But what if it had been there? Odimegwu does not see the problem and guarantees that there was no question of bribery: his influence on the president was sufficient. He admits, however, that the PR budget is generously used for politicians and other influential authorities. “You give a million naira [at that time about 5,000 euros, ed.] Here, a million there. Otherwise you do not do business in Nigeria. ”
Pay for beer caps
At the beginning of this century Odimegwu was confronted with a “declaration of war”. Diageo violated the informal agreement by starting a big campaign for the own beer brand Harp. That could not remain unanswered. Nigerian Breweries also made stout beer, Legend Extra Stout, but sold little of it and that had to change.
How could Odimegwu compete against an iconic and extremely popular brand? “We asked ourselves the question: where does the brand affect the customer? In the cafe. And how do we reach the customer as efficiently as possible? Firstly through the bartender. We therefore pay him for the beer caps that he hands in with us. And then you have the prostitutes. The senior and middle class in Nigeria drinks in clubs without prostitution, but poor people go to bars where you pay 2,000 naira [then a small 10 euro, ed.] To go to bed with a woman. You give her gonorrhea and you get HIV back. Our chances were there. ”
And so the company set up training courses for the sex workers. “There are prostitutes working in hotels, the leaders who train new colleagues. For them we had a separate program. Make sure your client, your sex partner, drinks Legend instead of Guinness, because that gives you energy. ”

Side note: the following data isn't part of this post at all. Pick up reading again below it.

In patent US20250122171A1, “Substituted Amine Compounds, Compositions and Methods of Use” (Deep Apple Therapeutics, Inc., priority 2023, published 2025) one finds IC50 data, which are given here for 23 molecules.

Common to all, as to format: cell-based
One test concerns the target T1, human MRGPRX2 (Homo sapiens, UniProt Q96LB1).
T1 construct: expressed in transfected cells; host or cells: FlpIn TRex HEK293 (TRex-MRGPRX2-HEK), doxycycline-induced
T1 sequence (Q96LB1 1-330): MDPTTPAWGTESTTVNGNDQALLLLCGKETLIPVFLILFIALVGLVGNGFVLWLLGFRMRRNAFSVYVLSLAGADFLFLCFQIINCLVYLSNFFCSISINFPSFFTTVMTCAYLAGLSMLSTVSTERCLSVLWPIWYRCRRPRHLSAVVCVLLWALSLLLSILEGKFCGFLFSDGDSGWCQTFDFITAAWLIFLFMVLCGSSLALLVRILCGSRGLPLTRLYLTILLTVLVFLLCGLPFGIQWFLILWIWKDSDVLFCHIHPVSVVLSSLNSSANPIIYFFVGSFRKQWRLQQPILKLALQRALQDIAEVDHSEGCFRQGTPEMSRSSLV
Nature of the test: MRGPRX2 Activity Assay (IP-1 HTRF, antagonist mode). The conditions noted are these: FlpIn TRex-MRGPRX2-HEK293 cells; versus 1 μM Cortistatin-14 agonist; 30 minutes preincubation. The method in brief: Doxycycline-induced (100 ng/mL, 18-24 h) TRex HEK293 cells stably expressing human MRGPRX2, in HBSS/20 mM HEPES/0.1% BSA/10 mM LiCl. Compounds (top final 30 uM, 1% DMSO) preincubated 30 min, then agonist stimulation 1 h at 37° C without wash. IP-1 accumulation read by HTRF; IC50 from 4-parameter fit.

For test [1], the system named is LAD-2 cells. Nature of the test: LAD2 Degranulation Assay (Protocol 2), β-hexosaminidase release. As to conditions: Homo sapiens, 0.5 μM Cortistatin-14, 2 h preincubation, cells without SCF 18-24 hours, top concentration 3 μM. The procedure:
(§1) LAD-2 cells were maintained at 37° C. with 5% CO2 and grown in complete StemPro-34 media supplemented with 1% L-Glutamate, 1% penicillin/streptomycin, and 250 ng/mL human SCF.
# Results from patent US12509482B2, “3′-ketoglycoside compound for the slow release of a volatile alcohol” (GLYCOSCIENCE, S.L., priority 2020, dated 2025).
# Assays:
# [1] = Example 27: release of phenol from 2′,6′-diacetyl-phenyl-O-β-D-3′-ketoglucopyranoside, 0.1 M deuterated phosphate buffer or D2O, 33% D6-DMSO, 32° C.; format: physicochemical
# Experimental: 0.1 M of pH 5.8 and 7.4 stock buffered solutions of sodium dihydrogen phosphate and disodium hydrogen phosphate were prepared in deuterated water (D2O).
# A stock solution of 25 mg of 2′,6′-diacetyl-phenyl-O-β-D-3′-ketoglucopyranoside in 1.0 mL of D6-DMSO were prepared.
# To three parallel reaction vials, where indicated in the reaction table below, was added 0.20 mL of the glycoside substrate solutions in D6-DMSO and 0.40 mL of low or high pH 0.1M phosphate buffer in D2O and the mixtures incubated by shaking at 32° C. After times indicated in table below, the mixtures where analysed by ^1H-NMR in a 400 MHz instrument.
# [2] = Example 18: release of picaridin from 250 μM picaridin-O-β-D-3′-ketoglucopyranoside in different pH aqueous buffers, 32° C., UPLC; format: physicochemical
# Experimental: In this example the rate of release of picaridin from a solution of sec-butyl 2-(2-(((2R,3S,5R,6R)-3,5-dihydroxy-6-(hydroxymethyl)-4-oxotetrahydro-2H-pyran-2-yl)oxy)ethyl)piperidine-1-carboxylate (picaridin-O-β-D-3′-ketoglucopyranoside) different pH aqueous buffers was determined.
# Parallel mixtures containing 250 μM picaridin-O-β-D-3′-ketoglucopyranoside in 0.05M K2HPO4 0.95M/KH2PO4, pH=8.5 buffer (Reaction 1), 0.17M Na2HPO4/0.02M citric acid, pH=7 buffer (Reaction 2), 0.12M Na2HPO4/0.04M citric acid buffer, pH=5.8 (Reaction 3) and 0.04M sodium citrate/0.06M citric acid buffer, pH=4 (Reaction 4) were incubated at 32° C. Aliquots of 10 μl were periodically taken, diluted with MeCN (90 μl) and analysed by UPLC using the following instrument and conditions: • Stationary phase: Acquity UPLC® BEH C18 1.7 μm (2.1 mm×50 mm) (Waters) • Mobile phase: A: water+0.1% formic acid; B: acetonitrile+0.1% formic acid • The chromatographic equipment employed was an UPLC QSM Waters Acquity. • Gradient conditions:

The company appointed 500 bars with high turnover to ‘hotspots’, where prostitutes had to promote the beer. Were they encouraged to go to bed with clients? “What is that for a question now? Of course! They are prostitutes. What do they do to you in the red light district in Amsterdam? ”
Gratefully, Legend surfed on clever campaigns by Guinness, in which insinuated that stout beer leads to better performance in bed. Many African drinkers, even outside of Nigeria, believe that. Odimegwu: “It is nonsense, of course, but perception is reality. Scientifically alcohol is a depressant: it cannot improve your performance. But our customers are not scientific. Otherwise our churches would not be so crowded. ”
According to the anniversary book Sixty Years of Winning with Nigeria (2007), in which the Hotspot Scheme is described as ‘a bold initiative’, the sales figures doubled within a year and, according to Odimegwu, there was ultimately quadrupling.
The controversial practices of Odimegwu brought the subsidiary a lot of commercial success. “He had the qualities to be the first African to join Heineken’s board of directors in Amsterdam”, says a Dutch personnel manager who met him up close. “If he had kept himself a bit further from politics.”
Gradually the CEO put less and less time in the management of the brewing company and he threw himself into politics with increasing devotion. He became one of the most ardent advocates of a third term for President Obasanjo, for which a constitutional amendment was necessary. The open dedication went Heineken in the end and in 2006 the CEO was fired. The political career of Odimegwu has never completely got off the ground, but in 2019, he considered making himself eligible for the presidency.